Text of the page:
Fleming Rutledge is a preacher and teacher known throughout the US, Canada, and parts of the UK. She is the author of eight books, all from Eerdmans Publishing. Her most recent book, The Crucifixion: Understanding the Death of Jesus Christ, is the product of the work of a lifetime and is being described as a new classic on the subject.
One of the first women to be ordained to the priesthood of the Episcopal Church, she served for fourteen years on the clergy staff at Grace Church on Lower Broadway at Tenth Street, New York City.
Fleming and her husband celebrated their 50th anniversary in 2009 and have two daughters and two grandchildren. She is a native of Franklin, Virginia.
Ruminations: New York City has a cardinal again
Wednesday, February 15, 2012
New York City has a cardinal againWhat I am getting ready to say has nothing to do with sexual abuse, sex scandal cover-ups, or financial incompetence and/or corruption, all of them grave issues which the Roman Catholic Church has in plenty. This is about something more intangible—call it charisma, magnetism, joy, soul, inspiration. John Cardinal O’Connor (yes, I am using the old form) had these qualities in spades, and it was wonderful to be a New Yorker when he was around. His famous friendship with the Jewish mayor Ed Koch didn’t hurt, either—Koch even wrote an attractive biography of O’Connor.
Then we got Edward Cardinal Egan, a certified cover-upper and Vatican insider, who, although he managed to show up in Bill Cunningham’s Evening Hours feature in the New York Times on a regular basis, registered zero on the personality scale. His was an oppressive presence. I don’t remember him shining a single ray of light on the city in his decade as cardinal, although no doubt he got its financial house in better shape by doing something O’Connor could not bear to do—closing parish churches and schools. (Egan's most egregious recent action was to retract the apology he once made concerning the sexual abuse scandals.)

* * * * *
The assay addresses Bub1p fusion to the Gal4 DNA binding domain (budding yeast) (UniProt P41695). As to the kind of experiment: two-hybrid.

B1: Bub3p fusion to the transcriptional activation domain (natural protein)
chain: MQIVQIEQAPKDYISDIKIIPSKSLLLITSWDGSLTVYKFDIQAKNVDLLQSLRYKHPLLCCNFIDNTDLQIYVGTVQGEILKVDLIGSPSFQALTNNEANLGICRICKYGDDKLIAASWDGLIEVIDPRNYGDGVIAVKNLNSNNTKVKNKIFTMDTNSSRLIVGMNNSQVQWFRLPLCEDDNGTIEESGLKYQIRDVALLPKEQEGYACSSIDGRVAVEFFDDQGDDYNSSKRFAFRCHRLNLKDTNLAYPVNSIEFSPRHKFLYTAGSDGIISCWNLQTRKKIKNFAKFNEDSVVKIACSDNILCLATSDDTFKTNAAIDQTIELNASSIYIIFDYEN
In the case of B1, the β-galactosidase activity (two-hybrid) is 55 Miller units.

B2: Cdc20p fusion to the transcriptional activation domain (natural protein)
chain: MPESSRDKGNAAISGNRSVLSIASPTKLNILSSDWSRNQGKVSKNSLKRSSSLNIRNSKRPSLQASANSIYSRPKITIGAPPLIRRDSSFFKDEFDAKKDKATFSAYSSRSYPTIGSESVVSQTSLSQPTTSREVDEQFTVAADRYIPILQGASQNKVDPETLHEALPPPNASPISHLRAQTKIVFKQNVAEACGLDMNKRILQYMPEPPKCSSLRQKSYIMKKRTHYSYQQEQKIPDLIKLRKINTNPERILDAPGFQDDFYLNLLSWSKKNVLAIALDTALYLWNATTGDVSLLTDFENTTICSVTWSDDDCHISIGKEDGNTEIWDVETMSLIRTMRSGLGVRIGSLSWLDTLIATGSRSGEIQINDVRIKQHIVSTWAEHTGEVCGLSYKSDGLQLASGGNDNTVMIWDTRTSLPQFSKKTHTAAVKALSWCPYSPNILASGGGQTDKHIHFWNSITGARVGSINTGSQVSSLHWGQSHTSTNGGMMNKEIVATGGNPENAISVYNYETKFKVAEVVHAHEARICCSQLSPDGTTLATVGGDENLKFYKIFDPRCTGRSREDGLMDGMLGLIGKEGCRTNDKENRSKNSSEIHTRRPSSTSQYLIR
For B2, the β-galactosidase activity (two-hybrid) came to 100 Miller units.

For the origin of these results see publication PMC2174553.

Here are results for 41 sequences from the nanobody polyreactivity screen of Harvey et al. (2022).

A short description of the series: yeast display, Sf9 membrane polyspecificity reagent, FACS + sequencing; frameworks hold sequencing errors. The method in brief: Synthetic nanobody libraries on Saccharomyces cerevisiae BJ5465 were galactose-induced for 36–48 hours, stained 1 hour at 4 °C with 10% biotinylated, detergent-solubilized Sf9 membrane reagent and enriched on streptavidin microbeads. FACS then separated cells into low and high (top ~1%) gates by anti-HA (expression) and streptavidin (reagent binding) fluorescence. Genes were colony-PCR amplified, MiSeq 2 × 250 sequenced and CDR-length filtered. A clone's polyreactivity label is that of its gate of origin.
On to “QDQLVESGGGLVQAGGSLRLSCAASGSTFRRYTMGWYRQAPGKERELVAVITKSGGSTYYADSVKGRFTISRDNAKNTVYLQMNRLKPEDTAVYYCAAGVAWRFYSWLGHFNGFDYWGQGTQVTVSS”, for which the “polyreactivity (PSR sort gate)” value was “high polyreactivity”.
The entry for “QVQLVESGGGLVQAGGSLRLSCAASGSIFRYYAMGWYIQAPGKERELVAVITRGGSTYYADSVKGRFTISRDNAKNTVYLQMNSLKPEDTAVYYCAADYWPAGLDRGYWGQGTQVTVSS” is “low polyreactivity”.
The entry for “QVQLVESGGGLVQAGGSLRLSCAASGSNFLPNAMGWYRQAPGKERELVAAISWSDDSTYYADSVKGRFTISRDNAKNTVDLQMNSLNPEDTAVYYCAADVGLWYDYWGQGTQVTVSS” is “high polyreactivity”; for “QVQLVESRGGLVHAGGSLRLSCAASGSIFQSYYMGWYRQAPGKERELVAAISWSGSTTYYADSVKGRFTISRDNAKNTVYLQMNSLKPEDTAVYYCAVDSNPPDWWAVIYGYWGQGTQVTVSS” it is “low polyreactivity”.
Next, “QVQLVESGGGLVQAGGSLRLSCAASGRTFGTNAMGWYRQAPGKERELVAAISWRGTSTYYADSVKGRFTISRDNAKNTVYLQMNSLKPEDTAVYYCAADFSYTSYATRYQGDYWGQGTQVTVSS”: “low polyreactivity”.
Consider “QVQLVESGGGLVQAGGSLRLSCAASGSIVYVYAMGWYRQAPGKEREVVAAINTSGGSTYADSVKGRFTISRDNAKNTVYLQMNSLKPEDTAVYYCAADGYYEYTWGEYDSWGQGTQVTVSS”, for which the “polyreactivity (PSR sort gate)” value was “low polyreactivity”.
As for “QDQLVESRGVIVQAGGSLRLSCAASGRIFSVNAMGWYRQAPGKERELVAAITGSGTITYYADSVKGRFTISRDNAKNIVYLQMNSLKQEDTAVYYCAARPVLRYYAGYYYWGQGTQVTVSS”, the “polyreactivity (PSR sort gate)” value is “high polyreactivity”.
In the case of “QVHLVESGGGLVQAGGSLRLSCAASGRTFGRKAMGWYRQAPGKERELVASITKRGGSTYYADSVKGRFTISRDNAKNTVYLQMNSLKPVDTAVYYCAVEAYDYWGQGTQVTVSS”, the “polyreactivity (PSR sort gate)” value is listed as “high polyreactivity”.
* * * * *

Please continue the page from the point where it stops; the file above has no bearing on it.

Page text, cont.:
Today, even the ever-vigilant anti-Catholic (at least it seems that way to me) New York Times is back on track with New York City’s new cardinal, Timothy M. Dolan. As in days of yore when John Paul II made his first visit, the reporters seem smitten, even though Dolan's elevation in Rome this week is smack in the middle of the contraception controversy, a cause with which one can safely assume the journalists have no sympathy whatever. Read this wonderful account of his welcome to the group of reporters traveling with him:
A friend of mine who, like me, is Protestant and Reformed to the core, once asked me if I could ever be a Catholic. I said, well, if there was no other choice I would have to be, but it would be very difficult. He agreed. But it is not at all difficult to admire and appreciate—and pray for—the Roman Catholic Church sub specie aeternitatis. It will be a joy and a blessing to see Timothy Cardinal Dolan in his red hat. Let us pray that he will not mess up. He certainly is a powerful presence for Christ on the current scene.
Another friend, from one of the breakaway “Anglican” churches in the US, spoke movingly a few days ago of his wistful longing for the Anglican Communion to be like the Roman Catholic Church with its capacity to hold together in spite of painful and even fundamental divisions. There is a cost to being monolithic, of course, but for those of us who used to think of the worldwide Anglican Communion as the best alternative to the Roman church, today’s situation is heartbreaking to behold.
On a related subject, it is annoying to see the born-and-raised-Catholic Maureen Dowd, in this same issue of the Times, engaging in one of her frequent rants against her own church. She never misses an opportunity to say something snarky on the subject. I used to love her work, years ago, and wrote her a couple of fan letters, but she has become intolerable in more recent years. She seems to delight in making Catholic-bashing a favorite journalistic sport.
Here's another fun article about the new cardinal (my mother would disown me if she saw me using "fun" as an adjective!):
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